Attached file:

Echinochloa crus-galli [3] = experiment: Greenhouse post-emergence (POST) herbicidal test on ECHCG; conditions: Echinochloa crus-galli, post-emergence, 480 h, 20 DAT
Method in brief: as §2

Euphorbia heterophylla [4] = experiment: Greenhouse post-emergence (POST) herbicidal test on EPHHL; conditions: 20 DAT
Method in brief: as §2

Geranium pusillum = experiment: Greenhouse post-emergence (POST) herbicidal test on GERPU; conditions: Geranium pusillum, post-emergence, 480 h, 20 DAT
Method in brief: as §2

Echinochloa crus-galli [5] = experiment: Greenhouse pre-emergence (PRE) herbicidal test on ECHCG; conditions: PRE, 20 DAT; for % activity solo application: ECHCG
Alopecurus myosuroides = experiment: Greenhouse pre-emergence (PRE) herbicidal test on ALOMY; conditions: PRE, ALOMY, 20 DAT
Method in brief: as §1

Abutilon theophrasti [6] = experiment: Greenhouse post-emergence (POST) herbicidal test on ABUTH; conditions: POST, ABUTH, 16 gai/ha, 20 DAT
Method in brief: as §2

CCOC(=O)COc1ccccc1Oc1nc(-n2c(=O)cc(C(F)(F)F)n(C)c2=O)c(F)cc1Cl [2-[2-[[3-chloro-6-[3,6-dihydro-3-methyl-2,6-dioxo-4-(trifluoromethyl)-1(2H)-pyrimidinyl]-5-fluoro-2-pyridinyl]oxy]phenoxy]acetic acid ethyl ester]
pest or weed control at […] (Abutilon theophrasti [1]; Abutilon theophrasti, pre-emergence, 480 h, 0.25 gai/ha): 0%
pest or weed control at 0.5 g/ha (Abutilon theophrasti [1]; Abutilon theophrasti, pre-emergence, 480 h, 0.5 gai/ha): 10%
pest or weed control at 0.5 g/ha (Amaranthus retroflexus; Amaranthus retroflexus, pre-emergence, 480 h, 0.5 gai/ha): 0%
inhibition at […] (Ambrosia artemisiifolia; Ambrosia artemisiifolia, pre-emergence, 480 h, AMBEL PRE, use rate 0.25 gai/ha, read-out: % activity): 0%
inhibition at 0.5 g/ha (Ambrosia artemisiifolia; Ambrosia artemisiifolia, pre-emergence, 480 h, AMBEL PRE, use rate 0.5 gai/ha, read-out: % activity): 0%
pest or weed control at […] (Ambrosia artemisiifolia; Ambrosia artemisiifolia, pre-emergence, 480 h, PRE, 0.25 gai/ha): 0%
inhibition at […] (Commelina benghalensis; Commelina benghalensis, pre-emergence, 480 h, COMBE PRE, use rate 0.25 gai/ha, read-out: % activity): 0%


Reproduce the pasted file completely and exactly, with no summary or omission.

Echinochloa crus-galli [3] = experiment: Greenhouse post-emergence (POST) herbicidal test on ECHCG; conditions: Echinochloa crus-galli, post-emergence, 480 h, 20 DAT
Method in brief: as §2

Euphorbia heterophylla [4] = experiment: Greenhouse post-emergence (POST) herbicidal test on EPHHL; conditions: 20 DAT
Method in brief: as §2

Geranium pusillum = experiment: Greenhouse post-emergence (POST) herbicidal test on GERPU; conditions: Geranium pusillum, post-emergence, 480 h, 20 DAT
Method in brief: as §2

Echinochloa crus-galli [5] = experiment: Greenhouse pre-emergence (PRE) herbicidal test on ECHCG; conditions: PRE, 20 DAT; for % activity solo application: ECHCG
Alopecurus myosuroides = experiment: Greenhouse pre-emergence (PRE) herbicidal test on ALOMY; conditions: PRE, ALOMY, 20 DAT
Method in brief: as §1

Abutilon theophrasti [6] = experiment: Greenhouse post-emergence (POST) herbicidal test on ABUTH; conditions: POST, ABUTH, 16 gai/ha, 20 DAT
Method in brief: as §2

CCOC(=O)COc1ccccc1Oc1nc(-n2c(=O)cc(C(F)(F)F)n(C)c2=O)c(F)cc1Cl [2-[2-[[3-chloro-6-[3,6-dihydro-3-methyl-2,6-dioxo-4-(trifluoromethyl)-1(2H)-pyrimidinyl]-5-fluoro-2-pyridinyl]oxy]phenoxy]acetic acid ethyl ester]
pest or weed control at […] (Abutilon theophrasti [1]; Abutilon theophrasti, pre-emergence, 480 h, 0.25 gai/ha): 0%
pest or weed control at 0.5 g/ha (Abutilon theophrasti [1]; Abutilon theophrasti, pre-emergence, 480 h, 0.5 gai/ha): 10%
pest or weed control at 0.5 g/ha (Amaranthus retroflexus; Amaranthus retroflexus, pre-emergence, 480 h, 0.5 gai/ha): 0%
inhibition at […] (Ambrosia artemisiifolia; Ambrosia artemisiifolia, pre-emergence, 480 h, AMBEL PRE, use rate 0.25 gai/ha, read-out: % activity): 0%
inhibition at 0.5 g/ha (Ambrosia artemisiifolia; Ambrosia artemisiifolia, pre-emergence, 480 h, AMBEL PRE, use rate 0.5 gai/ha, read-out: % activity): 0%
pest or weed control at […] (Ambrosia artemisiifolia; Ambrosia artemisiifolia, pre-emergence, 480 h, PRE, 0.25 gai/ha): 0%
inhibition at […] (Commelina benghalensis; Commelina benghalensis, pre-emergence, 480 h, COMBE PRE, use rate 0.25 gai/ha, read-out: % activity): 0%